This is a commentary prepared by the editorial team of commonspace.eu
The Ministerial Council of the Organisation for Security and Co-operation in Europe (OSCE) was held in Basel on 4 and 5 December, as the one year Swiss Chairmanship of the organisation comes to an end.
The fifty seven member states of the organisation, representing the countries of Europe, North America and Eurasia were unanimous in their praise of how Switzerland has handled the work of the OSCE in the last year, probably the most difficult year for the organisation since it came into existence. The year was overshadowed by the crisis in Ukraine and the break-down of the European security order with the Russian occupation and annexation of Crimea. The Swiss Chairman-in-Office, Foreign Minister Burkhalter described the year as "special", and that perhaps was an understatement. Secretary General Lamberto Zannier more realistically described it in the final press conference in Basel, as one of the most challenging years in the history of the organisation. Indeed the last months could very well have broken the OSCE, but the Swiss Chairmanship managed the challenges in a way that the OSCE succeeded in gaining strength from the crisis.
The results from the Ministerial meeting in Basel were nothing but modest, and in the circumstances this was to be expected. There was no comprehensive final declaration, and nothing very much was said on anything in the few final papers that were adopted. But as Foreign Minister Burkhalter said, it was necessary in the meeting to keep all the sides engaged in dialogue, and to identify areas were co-operation could be continued, even as the divisions on many issues, and particularly Ukraine, remain huge. This objective was achieved. However of course this is only short term success. The major problems remain.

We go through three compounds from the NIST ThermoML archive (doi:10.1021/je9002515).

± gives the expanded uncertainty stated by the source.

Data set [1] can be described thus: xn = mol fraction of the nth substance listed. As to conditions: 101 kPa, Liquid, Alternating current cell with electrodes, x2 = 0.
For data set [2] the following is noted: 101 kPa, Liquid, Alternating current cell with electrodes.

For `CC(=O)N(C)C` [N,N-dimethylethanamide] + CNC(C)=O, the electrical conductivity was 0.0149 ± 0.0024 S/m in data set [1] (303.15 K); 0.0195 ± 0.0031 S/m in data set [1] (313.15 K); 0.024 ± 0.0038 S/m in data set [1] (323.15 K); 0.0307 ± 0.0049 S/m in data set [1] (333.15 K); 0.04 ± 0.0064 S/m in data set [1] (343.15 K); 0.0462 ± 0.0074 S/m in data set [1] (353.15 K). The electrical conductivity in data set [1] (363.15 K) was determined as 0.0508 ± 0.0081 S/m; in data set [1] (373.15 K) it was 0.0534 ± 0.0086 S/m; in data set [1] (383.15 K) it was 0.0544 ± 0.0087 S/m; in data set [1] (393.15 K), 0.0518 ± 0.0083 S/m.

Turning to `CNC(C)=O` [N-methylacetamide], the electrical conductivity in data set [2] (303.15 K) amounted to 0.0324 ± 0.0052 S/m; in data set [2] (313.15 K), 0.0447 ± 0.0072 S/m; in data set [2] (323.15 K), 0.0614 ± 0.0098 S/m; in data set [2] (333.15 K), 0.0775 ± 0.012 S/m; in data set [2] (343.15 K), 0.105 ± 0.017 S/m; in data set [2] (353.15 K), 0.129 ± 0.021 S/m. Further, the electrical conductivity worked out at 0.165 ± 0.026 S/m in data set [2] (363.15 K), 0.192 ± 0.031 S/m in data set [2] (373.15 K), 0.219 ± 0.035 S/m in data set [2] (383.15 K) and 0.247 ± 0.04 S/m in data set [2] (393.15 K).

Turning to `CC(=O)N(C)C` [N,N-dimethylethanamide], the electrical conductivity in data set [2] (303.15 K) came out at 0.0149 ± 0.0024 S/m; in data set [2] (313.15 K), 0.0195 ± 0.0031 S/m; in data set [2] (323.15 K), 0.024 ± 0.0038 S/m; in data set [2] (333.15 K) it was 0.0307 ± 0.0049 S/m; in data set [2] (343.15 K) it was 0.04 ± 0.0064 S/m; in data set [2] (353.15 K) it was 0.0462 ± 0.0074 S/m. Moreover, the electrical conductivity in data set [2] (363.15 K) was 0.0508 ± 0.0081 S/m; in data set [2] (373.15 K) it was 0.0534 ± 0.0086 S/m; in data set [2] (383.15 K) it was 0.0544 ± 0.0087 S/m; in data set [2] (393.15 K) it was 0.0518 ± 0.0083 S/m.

Next year the OSCE marks the 40th anniversary of the Helsinki Final Act. A Helsinki+40 strategy is under discussion, but the differences in the vision between different sides, particularly between Russia and the West, remain huge. It is clear that the OSCE knows where it is coming from, but it remains far from clear where it, and through it the whole future of European security, is going. The organisation therefore has its work for the next two or three years well cut out for it.
Serbia takes over the OSCE Chairmanship in 2015, followed by Germany and Austria in 2016 and 2017 respectively. Thanks to the Swiss Chairmanship the future of the OSCE has been secured at least in the short term. The incoming chairmanships now need to take the process forward.
For the moment however, diplomats can allow themselves a moment of self-satisfaction, and a genuine expression of "well done Switzerland"!
source: This commentary was prepared by the editorial team of commonspace.eu
photo: Swiss Foreign Minister Burkhalter addressing the opening session of the OSCE Ministerial Council in Basel on 4 December 2014. (picture courtesy of the OSCE).
Apart from Russia, the other 14 countries that opposed the resolution were Armenia, Bolivia, Belarus, Burundi, Cuba, North Korea (DPRK), Iran, Myanamar, Nicaragua, Sudan, South Sudan, Syria, Venezuela, and Zimbabue.